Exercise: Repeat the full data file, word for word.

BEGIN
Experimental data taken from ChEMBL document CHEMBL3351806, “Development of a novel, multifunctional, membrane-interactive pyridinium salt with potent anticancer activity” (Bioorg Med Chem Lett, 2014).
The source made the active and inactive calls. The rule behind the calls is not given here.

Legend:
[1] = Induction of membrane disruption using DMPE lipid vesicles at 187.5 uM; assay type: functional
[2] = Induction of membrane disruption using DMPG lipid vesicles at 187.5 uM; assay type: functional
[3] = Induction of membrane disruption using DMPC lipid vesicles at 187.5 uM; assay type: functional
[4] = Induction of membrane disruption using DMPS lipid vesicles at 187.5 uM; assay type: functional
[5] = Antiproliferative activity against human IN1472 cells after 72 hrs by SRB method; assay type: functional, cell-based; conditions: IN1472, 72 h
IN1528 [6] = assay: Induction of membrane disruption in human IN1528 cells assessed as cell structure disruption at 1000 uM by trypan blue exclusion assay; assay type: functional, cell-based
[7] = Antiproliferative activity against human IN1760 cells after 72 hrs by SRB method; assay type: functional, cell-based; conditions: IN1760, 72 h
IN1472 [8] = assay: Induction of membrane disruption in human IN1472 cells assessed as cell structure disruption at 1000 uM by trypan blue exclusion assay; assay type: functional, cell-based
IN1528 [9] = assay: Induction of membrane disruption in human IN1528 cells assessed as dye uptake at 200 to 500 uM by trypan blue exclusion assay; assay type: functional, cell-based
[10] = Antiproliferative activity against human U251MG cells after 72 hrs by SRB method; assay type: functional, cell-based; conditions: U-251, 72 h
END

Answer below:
Experimental data taken from ChEMBL document CHEMBL3351806, “Development of a novel, multifunctional, membrane-interactive pyridinium salt with potent anticancer activity” (Bioorg Med Chem Lett, 2014).
The source made the active and inactive calls. The rule behind the calls is not given here.

Legend:
[1] = Induction of membrane disruption using DMPE lipid vesicles at 187.5 uM; assay type: functional
[2] = Induction of membrane disruption using DMPG lipid vesicles at 187.5 uM; assay type: functional
[3] = Induction of membrane disruption using DMPC lipid vesicles at 187.5 uM; assay type: functional
[4] = Induction of membrane disruption using DMPS lipid vesicles at 187.5 uM; assay type: functional
[5] = Antiproliferative activity against human IN1472 cells after 72 hrs by SRB method; assay type: functional, cell-based; conditions: IN1472, 72 h
IN1528 [6] = assay: Induction of membrane disruption in human IN1528 cells assessed as cell structure disruption at 1000 uM by trypan blue exclusion assay; assay type: functional, cell-based
[7] = Antiproliferative activity against human IN1760 cells after 72 hrs by SRB method; assay type: functional, cell-based; conditions: IN1760, 72 h
IN1472 [8] = assay: Induction of membrane disruption in human IN1472 cells assessed as cell structure disruption at 1000 uM by trypan blue exclusion assay; assay type: functional, cell-based
IN1528 [9] = assay: Induction of membrane disruption in human IN1528 cells assessed as dye uptake at 200 to 500 uM by trypan blue exclusion assay; assay type: functional, cell-based
[10] = Antiproliferative activity against human U251MG cells after 72 hrs by SRB method; assay type: functional, cell-based; conditions: U-251, 72 h